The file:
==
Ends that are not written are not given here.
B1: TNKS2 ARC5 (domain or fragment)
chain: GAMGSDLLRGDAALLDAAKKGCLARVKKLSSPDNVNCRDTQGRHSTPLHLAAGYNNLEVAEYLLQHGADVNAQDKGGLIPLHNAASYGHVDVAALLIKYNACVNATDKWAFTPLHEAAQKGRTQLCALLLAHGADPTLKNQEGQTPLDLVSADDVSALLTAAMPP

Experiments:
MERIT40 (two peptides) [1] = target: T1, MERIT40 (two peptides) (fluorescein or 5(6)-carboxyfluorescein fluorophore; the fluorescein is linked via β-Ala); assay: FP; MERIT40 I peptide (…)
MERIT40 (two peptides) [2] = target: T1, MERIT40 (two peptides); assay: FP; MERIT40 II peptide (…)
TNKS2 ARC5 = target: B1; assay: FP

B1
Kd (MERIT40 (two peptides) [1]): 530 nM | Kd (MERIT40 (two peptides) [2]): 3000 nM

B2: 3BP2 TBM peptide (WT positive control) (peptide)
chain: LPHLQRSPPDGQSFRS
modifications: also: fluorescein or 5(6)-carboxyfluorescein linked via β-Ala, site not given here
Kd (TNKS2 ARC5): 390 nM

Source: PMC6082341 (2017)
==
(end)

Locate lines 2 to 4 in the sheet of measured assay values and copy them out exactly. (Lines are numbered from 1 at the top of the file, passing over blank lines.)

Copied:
B1: TNKS2 ARC5 (domain or fragment)
chain: GAMGSDLLRGDAALLDAAKKGCLARVKKLSSPDNVNCRDTQGRHSTPLHLAAGYNNLEVAEYLLQHGADVNAQDKGGLIPLHNAASYGHVDVAALLIKYNACVNATDKWAFTPLHEAAQKGRTQLCALLLAHGADPTLKNQEGQTPLDLVSADDVSALLTAAMPP

Experiments: